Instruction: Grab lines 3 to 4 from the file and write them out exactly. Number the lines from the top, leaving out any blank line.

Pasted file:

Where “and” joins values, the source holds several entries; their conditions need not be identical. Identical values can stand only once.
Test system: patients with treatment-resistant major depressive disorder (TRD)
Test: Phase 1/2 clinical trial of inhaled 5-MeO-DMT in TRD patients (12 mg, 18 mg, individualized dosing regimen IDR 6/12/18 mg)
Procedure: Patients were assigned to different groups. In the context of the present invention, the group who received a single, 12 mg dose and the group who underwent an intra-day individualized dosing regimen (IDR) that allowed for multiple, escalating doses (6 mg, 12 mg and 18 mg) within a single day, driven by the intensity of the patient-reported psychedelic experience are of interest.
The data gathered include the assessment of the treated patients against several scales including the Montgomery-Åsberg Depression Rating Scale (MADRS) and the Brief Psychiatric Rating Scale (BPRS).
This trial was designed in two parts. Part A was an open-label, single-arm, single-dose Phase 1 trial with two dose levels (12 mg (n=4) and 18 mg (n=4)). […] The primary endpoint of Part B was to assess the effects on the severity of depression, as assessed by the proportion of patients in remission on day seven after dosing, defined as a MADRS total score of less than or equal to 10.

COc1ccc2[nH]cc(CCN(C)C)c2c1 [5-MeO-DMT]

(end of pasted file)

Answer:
Test: Phase 1/2 clinical trial of inhaled 5-MeO-DMT in TRD patients (12 mg, 18 mg, individualized dosing regimen IDR 6/12/18 mg)
Procedure: Patients were assigned to different groups. In the context of the present invention, the group who received a single, 12 mg dose and the group who underwent an intra-day individualized dosing regimen (IDR) that allowed for multiple, escalating doses (6 mg, 12 mg and 18 mg) within a single day, driven by the intensity of the patient-reported psychedelic experience are of interest.